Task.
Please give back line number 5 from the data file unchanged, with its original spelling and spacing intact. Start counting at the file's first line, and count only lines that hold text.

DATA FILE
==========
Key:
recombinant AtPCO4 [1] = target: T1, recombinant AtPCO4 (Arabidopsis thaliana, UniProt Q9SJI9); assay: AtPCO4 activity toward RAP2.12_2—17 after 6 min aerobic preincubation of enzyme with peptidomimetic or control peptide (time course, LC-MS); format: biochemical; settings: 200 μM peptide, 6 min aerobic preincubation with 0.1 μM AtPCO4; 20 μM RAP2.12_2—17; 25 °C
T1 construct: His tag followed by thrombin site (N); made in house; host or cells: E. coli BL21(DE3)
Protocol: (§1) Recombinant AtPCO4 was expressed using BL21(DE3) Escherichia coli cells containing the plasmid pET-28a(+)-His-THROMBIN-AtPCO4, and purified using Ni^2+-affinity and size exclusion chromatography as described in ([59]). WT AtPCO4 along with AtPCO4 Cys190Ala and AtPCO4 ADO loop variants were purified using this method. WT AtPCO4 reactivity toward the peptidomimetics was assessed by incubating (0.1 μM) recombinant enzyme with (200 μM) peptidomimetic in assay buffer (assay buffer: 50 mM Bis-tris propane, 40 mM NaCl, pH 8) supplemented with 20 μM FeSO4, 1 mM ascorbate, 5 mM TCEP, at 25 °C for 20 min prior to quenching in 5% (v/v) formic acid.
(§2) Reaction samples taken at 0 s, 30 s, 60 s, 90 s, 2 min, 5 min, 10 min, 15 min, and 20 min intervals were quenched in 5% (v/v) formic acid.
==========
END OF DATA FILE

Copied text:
(§2) Reaction samples taken at 0 s, 30 s, 60 s, 90 s, 2 min, 5 min, 10 min, 15 min, and 20 min intervals were quenched in 5% (v/v) formic acid.